'I tried to break out of hospital' - Jamie's story
05 February 2020
Jamie Duncan is 34 years old and lives with schizophrenia. He arrived in one of our supported accommodation services in 2015, and the progress he has made since then has been staggering. From trying to kick down hospital doors to moving into a new flat with his brother – it has certainly been quite a journey. Here’s his story, in his words.
In September 2014, I remember feeling particularly strange. I was really suspicious of everyone and experienced a lot of paranoia, and I would constantly switch the light on and off.
After an altercation with my mum’s boyfriend, I was admitted to a mental health inpatient facility in Northamptonshire where I was diagnosed with schizophrenia. When I was diagnosed with schizophrenia, I was not happy. I tried to break out of the hospital by kicking the doors. I was given some medication to help calm myself down when I was in there. I started to feel a bit better after taking the medication, and soon I moved in to a Rethink Mental Illness Supported Accommodation Service.
I arrived at Selsey House, Corby, in August 2015 aged 30. To be honest, at that time I barely spoke. If I did, it was only to answer questions. When I was first introduced to Rethink, I felt trapped in hospital and found it a huge relief that I had found a place in Corby where I came from. I was happy to move in and staff were excellent in helping me settle in to the new accommodation. They helped by starting my folder and making sure all my needs were met and I had input into what I wanted from my time here.
The move into a new home is never easy, but over time, I started to feel more confident.
The move into a new home is never easy, but over time, I started to feel more confident and I was more sociable with the other tenants in Selsey House. After settling in, I started going to The Green Patch community allotment to lend my hand as a volunteer. When I started at Green Patch, I was always accompanied by a member of staff from Rethink Mental Illness, but over time I felt confident enough to travel on the bus on my own. I still go to this day, and the time I spend there really helps me manage my schizophrenia. I love it. A typical day at Green Patch is varied. I do help a lot with making the lunch, like soup and sandwiches. We plant a lot of bulbs and flowers especially over the winter months, and in the summer we do a lot of garden maintenance like watering the plants. This makes me feel nice and peaceful when I am doing this, and it helps calm me down. I like the social aspect of it too, because I enjoy spending time with other like-minded people.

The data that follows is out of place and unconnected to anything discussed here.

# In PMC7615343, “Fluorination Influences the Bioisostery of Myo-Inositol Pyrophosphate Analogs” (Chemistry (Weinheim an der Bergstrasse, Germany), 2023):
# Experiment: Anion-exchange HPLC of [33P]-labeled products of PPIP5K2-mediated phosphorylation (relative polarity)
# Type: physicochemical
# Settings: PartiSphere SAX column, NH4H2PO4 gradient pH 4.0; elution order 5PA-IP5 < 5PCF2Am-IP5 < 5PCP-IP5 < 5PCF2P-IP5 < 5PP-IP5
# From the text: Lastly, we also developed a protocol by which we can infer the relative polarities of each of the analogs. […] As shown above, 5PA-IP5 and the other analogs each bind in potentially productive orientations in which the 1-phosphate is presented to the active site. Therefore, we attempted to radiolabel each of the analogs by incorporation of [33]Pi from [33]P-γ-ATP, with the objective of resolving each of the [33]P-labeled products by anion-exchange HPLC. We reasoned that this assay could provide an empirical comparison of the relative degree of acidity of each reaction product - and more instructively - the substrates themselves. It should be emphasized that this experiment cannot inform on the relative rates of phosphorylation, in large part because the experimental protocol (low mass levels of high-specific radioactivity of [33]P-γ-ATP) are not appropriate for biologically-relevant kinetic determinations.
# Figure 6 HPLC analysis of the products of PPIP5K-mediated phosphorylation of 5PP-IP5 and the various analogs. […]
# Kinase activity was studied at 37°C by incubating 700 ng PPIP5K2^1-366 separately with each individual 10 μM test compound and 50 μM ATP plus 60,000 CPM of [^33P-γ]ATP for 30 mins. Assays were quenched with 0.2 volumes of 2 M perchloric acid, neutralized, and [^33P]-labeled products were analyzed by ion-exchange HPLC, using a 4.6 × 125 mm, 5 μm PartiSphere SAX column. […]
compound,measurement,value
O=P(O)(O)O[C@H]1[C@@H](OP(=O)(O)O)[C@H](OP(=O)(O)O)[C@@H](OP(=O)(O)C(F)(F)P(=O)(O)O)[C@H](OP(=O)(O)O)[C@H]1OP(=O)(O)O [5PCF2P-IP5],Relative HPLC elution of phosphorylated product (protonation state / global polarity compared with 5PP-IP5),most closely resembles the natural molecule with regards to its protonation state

At Selsey House, I loved taking part in the various activities put on by staff there. I really enjoyed playing pool, doing arts and crafts or going to the cinema. I now regularly leave the house with other tenants to play pool or go and watch a film, and I even went go-karting too! These events really made me feel like a part of the team, and enabled me to feel confident enough to sit on an interview panel and help decide who the new Mental Health Recovery Worker at Selsey House would be. It felt great to be trusted with this responsibility.
Staff at Selsey House have helped me with a lot of things. In fact, they have helped me so much that I am now able to live my life independently. I live with my brother in a flat close to Selsey House. I can do my own cooking, I clean up after myself and I’m able to keep my flat tidy. Those may sound like small things, but it is a huge transformation in comparison to what I was able to do before I arrived. Being close to the House means it is easy for me to still be involved in activities and to see staff, too.
My family also played a big part in my recovery. Whilst at Selsey House, my dad would visit a few times a week, and my brother would also come to visit too. The support of my family has really helped with my recovery as I know I am valued and loved. Without them, I feel my recovery may have taken longer. It’s with their support that I have been able to change my story, and indeed change my life.
Every year our network of services helps over 16,000 people experiencing mental illness to get the help and support they need. In total, we provide over 200 expert mental health services in England. These can help you or someone you know with everything from housing to employment, legal rights to nursing care, carer support to help for young people.
Find out more
What is schizophrenia?
Schizophrenia is a common mental illness that affects 1 in 100 people in their lifetime. The symptoms of the condition including hearing voices and seeing visual hallucinations.
Find out more What is schizophrenia?
What is supported housing
There are different types of supported housing to help people with different needs. Supported housing combines housing with support services. This can help people to live as independently as possible.
Find out more What is supported housing
What are antipsychotics?
If you experience psychosis as part of your illness, you may be offered antipsychotic medication. Antipsychotics are generally used to treat psychosis, but are also used to treat bipolar disorder.
Find out more What are antipsychotics?
What is an Early Intervention Team?
Early intervention in psychosis (EIP) services can support you if you have ‘psychosis’ for the first time. Psychosis is a word doctors use if you see or hear things that aren’t real, or if you have unusual beliefs that are not true.
Find out more What is an Early Intervention Team?